If you look at his artistic work, the mural for the Statsgymnasium in Aarhus is a good example for this. You could argue, that he took on the methodological approach of prefabricated industrial production and applied it to a very archaic, if you want “primitive” crafts as ceramics. He created this relief of enormous dimension, by dividing it into over a 1000 singular pieces that he formed, burnt, colored and burnt again in a workshop in Italy and then loaded the whole thing onto a train, shipped it to Aarhus, where it was eventually mounted on site. For the craft production of ceramics, that was very unconventional and certainly technologically advanced.
Thus, the way Jorn created this art piece comes down to his effort to renew an atavistic artistic technique by introducing a new methodological approach. Similar developments you can see in the contemporary digital crafting of ceramic tiles for example.
HdB: One of the other, related issues that we wanted to touch upon is regarding Jorn’s belief that architecture should not be the materialization of a preconceived plan. I think that in relation to this, you wanted to bring up contemporary digital technology as a way to open up new prospects for creating a new architecture, an architecture that can adapt to change (as was one of Jorn’s major demands). Could you tell us more about these developments, and perhaps give some examples?
RB: In his criticism of functionalist architecture, Jorn hit the point of what architects and planners struggle with today, especially when it comes to urban planning. Most often, before a plan materializes, it is outdated and that questions the discipline of planning as such. In his theories, Jorn makes a plea for a living architecture, which he defines as an architecture that is capable of adapting to the ever changing needs of its users. Architecture, as it has been practiced traditionally as well as by the avant-garde of Jorn´s time, works with preconceived ideals, that have a very limited flexibility and are therefore in general not capable to adapt to the ever changing needs of people.
Roberto Matta, for example, whom Jorn met in the late 1930ies in Paris, was originally educated as an architect, worked for Le Corbusier, but finally resigned from architecture and devoted himself entirely to the arts. The reason for this was that he could not identify with any architectural approach and claims, for a living architecture, for spaces, that should be adaptable to human beings. The problem both, Jorn and Matta bring up here is that life is a changing entity while architecture is static. Both Jorn and Matta write in their theories about how to introduce the aspect of time and process.
What would open up new perspectives nowadays for them are the recent developments in parameter planning for example, where the parameters that constitute the planning process can be modified throughout the process. When it comes to your question of primitivism, contemporary development of participatory planning are also interesting, where a good share of what was formerly the work of the architect, especially for the housing sector, is now taken over by other participants, e.g. users, laymen, etc.
HdB: Jorn’s ‘primitivism’ is very much in line with the idea that any human action, institution or custom is at its purest at the moment of inception, and this idea very much informed his thinking about architecture, and its role in society. How do you feel that this stands in relation to Jorn as a highly ethically and politically motivated artist, a position that seems to precede and pervade anything he did as an artist? Would you agree with me, that the rhetoric of ‘spontaneity’ connected to his practice sometimes seems to be at odds with that? Or should I rethink my idea of what spontaneity is when it comes to Jorn?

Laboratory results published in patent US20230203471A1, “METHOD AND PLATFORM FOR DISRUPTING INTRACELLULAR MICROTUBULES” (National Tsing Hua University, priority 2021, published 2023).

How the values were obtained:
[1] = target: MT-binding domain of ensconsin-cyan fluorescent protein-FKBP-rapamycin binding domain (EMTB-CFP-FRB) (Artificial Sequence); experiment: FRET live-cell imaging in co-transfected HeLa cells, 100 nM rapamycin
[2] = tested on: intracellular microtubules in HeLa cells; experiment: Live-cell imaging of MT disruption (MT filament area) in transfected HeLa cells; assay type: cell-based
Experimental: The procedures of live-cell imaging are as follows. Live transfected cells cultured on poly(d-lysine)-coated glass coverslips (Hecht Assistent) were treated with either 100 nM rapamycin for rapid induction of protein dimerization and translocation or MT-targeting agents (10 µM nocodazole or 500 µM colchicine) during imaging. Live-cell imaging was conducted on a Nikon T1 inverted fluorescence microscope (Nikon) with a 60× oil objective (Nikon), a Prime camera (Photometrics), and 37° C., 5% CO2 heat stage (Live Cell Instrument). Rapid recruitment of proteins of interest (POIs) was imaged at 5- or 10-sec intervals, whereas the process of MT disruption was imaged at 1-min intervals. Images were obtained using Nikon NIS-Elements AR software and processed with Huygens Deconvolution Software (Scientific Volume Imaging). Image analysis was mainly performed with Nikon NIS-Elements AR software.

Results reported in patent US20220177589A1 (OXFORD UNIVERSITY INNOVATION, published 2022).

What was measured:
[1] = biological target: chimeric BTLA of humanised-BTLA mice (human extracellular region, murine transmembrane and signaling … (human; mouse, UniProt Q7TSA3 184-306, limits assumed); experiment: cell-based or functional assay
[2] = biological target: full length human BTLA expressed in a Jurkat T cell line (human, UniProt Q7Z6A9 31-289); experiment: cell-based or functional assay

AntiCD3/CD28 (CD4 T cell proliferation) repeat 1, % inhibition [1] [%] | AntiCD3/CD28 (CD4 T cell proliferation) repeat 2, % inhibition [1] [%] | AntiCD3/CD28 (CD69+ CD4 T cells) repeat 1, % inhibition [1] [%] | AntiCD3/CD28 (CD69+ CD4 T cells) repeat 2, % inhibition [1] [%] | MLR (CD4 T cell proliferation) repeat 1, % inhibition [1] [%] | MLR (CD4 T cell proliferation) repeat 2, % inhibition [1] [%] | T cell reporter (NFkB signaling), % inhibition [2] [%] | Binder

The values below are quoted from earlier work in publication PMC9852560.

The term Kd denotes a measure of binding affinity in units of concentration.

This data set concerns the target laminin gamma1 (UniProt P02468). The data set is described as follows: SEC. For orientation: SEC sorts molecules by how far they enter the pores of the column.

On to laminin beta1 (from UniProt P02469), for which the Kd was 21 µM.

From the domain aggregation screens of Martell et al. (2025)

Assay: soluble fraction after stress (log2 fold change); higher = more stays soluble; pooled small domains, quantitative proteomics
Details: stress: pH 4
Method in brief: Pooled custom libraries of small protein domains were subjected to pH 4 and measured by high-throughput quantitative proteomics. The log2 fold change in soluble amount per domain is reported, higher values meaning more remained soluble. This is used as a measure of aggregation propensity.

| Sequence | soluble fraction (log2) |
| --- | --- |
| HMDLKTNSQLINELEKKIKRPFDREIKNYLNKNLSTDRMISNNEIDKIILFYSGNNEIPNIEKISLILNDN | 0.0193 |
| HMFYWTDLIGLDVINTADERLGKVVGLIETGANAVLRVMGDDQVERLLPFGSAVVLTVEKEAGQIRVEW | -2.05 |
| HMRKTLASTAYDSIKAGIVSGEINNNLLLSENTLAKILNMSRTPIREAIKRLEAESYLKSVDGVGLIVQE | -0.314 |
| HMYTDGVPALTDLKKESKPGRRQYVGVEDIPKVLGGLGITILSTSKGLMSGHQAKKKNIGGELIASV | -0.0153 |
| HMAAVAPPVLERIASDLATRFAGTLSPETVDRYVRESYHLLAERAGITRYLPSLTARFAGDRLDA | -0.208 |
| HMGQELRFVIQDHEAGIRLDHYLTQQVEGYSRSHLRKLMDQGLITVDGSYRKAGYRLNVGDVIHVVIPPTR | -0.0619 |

RB: First of all, I would avoid talking about purism when it comes to Jorn´s ideas in general. What he does is criticizing Western (architectural) culture and in this respect he argues, that every child could do better, because he or she had not been “spoiled” by this what he conceives as indoctrination. I do not see this to be a contradiction to the fact that he is a highly ethically and politically motivated artist, the contrary. In addition to that, I do not see why as an artist you could not be ethically and politically motivated and work spontaneously at the same time? Apart from that, I think his practice is highly complex and differentiated. Depending on which art work you would choose, spontaneity would play a different role. Luckily, especially once he was internationally recognized and sold well, he was frantic about repeating himself and therefore searched for new means of artistic expressions all of his life. This is what makes him so interesting for me as an artist, but, of course, difficult, if you want to pin point him on one specific approach or methodology he uses.
HdB: Jorn was brought up in a very religious family, but stepped out of the religious community at a rather young age to engage with Marxist politics and philosophical questions concerned with explaining the fundamental nature of being and the world that encompasses it, as well as theories from a range of other disciplines. This led him to take on a ‘materialist’ stance, a view on the world that doesn’t seem entirely devoid of spiritual/religious aspects. I’m not sure what terminology to use … Think for instance of the way that he talks about ornamention as the ‘geometry of life’, and as ‘the grammar of substance’, how all matter including human beings are part of one and the same and how the movement of each affects the movements of other(s), or other matter. Would you feel inclined to relate his religious upbringing to his later attitude towards life?